CFR breaks ground on maintenance garage

Posted on: November 12, 2020
Veterans Day 2020

CTS buses to roll on Veterans Day

Posted on: November 9, 2020
Wear a Maskv5

UPDATED: County Mayor extends mask order

Posted on: October 27, 2020
SPOOKY SPECIAL 2020

Spooky Special ready to roll again

Posted on: October 26, 2020
Good bags

Street Department offers fall cleanup

Posted on: October 7, 2020
City of Clarksville blue full

Mayor, Council work on revised 2021 budget

Posted on: September 29, 2020
Civitan Map

COVID-19 testing site to change hours

Posted on: September 18, 2020
CPDlogo(1)

Clarksville Police seek community input

Posted on: September 15, 2020
cts Logo (1)

CTS invites public to online meeting

Posted on: September 14, 2020
IMG_5887

County Mayor relaxes mask-wearing order

Posted on: September 6, 2020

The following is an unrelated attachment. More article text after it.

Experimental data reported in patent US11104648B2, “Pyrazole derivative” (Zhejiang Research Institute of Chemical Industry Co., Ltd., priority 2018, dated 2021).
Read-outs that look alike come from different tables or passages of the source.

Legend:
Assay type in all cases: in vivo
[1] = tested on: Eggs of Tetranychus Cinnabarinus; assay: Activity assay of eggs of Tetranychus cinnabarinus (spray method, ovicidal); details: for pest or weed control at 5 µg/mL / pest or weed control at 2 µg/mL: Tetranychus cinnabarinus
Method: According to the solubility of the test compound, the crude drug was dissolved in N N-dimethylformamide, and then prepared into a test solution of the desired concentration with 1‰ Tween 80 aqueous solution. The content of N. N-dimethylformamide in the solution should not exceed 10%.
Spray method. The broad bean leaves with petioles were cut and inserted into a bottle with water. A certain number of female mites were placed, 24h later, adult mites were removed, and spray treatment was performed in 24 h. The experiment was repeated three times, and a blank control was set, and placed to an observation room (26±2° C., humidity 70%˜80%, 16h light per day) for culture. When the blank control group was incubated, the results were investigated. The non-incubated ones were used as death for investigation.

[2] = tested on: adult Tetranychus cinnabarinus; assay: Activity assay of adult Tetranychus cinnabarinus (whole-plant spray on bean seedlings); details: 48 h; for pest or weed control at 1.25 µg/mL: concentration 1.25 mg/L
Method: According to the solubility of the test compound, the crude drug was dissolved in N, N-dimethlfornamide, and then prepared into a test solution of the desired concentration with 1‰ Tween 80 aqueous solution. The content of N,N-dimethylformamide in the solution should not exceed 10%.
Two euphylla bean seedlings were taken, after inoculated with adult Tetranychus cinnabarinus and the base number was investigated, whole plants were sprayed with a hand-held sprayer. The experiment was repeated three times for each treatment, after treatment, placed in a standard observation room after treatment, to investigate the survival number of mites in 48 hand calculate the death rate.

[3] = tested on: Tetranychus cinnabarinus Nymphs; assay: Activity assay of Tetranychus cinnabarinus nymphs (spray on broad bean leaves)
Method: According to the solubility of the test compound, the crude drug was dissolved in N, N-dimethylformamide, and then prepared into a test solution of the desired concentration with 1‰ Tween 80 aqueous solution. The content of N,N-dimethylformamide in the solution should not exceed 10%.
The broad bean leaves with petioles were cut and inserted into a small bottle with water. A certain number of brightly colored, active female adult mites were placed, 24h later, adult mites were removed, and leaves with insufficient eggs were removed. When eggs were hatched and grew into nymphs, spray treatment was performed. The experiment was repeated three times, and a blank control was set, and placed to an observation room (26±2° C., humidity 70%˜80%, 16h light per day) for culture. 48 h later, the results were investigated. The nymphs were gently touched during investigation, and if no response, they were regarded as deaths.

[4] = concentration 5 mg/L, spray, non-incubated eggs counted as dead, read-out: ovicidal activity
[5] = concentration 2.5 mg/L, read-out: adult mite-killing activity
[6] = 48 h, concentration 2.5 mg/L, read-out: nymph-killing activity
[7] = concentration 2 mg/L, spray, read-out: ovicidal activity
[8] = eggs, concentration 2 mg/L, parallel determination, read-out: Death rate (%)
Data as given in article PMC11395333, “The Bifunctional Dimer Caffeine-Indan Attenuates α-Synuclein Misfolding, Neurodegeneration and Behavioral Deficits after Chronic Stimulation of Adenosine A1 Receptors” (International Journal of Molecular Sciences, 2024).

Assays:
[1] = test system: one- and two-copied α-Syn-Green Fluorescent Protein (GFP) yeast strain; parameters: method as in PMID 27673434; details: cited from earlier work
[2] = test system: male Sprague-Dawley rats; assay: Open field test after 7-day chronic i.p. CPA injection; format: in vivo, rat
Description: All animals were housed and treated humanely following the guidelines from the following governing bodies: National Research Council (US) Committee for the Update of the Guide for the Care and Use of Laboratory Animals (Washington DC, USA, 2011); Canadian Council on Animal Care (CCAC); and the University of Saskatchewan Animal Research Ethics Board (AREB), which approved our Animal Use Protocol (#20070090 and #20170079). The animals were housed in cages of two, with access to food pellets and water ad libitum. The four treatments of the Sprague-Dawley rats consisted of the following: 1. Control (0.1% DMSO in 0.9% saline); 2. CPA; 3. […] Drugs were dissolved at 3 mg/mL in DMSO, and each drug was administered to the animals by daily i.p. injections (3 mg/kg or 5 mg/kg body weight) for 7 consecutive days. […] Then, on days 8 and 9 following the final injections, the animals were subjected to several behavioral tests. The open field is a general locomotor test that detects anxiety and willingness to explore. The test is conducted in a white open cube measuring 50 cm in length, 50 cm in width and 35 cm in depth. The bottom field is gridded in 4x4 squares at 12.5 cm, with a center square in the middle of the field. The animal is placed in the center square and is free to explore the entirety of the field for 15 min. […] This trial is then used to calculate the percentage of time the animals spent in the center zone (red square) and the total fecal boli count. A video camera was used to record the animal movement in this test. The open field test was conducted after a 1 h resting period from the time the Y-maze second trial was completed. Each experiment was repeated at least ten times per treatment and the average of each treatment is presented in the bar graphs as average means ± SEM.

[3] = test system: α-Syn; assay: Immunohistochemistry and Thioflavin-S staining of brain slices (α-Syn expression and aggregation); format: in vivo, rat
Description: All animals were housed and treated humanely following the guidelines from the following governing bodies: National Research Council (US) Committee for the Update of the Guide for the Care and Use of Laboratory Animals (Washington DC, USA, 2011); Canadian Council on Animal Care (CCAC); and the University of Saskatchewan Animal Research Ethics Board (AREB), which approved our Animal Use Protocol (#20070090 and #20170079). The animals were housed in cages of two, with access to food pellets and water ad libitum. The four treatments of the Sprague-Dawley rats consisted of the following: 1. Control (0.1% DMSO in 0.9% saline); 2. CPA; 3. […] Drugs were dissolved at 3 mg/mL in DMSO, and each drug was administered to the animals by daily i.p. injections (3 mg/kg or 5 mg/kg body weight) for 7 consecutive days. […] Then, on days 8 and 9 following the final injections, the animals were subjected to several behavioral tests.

IMG_6235

Downtown parking plan takes effect Sept. 8

Posted on: September 3, 2020
20200828-FrostyMorn-3336

Demolition work begins on Frosty Morn

Posted on: September 1, 2020
Wear a Maskv3

Durrett extends mask order to Sept. 7

Posted on: August 28, 2020
MPO logo

MPO posts Amended Participation Plan

Posted on: August 26, 2020
Public Icon

Census takers are at work in community

Posted on: August 14, 2020
Crime Stoppers 3

Crime Stoppers adds information kiosks

Posted on: August 12, 2020
Emancipation Day

Mayor proclaims Emancipation Day

Posted on: August 7, 2020
DT Parking 2

Commission OKs downtown parking plan

Posted on: August 5, 2020
IMG_5887

County Mayor renews mask order

Posted on: July 24, 2020
Sparkler2

City reviewing fireworks regulations

Posted on: July 16, 2020
IMG_3043

Mayors back CMCSS reopening plan

Posted on: July 10, 2020
Wayne Brian plaque

CDE Lightband honors Wayne Wilkinson

Posted on: June 26, 2020
New Adopt-A-Street Sign

Adopt-A-Street Program fights litter

Posted on: June 22, 2020
City Seal Black

SUMMARY OF THE MAYORS’ ORDERS

Posted on: March 31, 2020